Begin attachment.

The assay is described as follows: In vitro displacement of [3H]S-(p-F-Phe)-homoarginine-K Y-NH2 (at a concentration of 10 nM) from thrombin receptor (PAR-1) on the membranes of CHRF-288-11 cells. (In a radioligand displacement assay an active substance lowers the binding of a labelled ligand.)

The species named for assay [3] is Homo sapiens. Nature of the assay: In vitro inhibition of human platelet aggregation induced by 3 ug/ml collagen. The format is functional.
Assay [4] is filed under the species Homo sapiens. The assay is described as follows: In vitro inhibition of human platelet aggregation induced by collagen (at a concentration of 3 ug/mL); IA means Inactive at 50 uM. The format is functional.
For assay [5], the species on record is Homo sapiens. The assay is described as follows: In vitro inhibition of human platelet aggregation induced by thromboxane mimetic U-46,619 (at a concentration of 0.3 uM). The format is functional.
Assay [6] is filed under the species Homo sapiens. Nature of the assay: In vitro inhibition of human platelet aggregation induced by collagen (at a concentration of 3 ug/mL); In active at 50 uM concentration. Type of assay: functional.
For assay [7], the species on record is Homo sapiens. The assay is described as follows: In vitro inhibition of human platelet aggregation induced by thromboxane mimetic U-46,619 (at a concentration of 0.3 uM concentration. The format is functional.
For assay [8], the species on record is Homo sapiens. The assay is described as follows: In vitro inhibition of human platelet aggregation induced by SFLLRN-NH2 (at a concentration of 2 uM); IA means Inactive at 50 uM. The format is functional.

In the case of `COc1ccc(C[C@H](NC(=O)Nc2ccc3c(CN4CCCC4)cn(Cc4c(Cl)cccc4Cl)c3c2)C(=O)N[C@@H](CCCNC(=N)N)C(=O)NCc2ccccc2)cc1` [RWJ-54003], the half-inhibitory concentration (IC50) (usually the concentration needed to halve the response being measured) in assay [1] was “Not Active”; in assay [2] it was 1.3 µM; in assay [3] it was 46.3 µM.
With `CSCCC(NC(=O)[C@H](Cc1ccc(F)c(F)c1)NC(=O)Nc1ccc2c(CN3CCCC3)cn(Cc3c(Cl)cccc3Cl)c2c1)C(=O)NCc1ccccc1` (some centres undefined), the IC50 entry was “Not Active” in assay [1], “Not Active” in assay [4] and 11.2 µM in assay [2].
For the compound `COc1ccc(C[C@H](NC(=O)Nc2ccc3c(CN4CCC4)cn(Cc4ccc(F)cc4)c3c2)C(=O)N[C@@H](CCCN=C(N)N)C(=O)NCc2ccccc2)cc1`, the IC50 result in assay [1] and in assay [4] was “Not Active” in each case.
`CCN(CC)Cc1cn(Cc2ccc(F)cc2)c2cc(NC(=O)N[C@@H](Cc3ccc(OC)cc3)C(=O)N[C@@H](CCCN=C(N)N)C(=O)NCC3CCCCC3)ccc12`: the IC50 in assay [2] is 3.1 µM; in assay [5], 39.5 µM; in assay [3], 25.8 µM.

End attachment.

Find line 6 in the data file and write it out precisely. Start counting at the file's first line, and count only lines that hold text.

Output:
For assay [7], the species on record is Homo sapiens. The assay is described as follows: In vitro inhibition of human platelet aggregation induced by thromboxane mimetic U-46,619 (at a concentration of 0.3 uM concentration. The format is functional.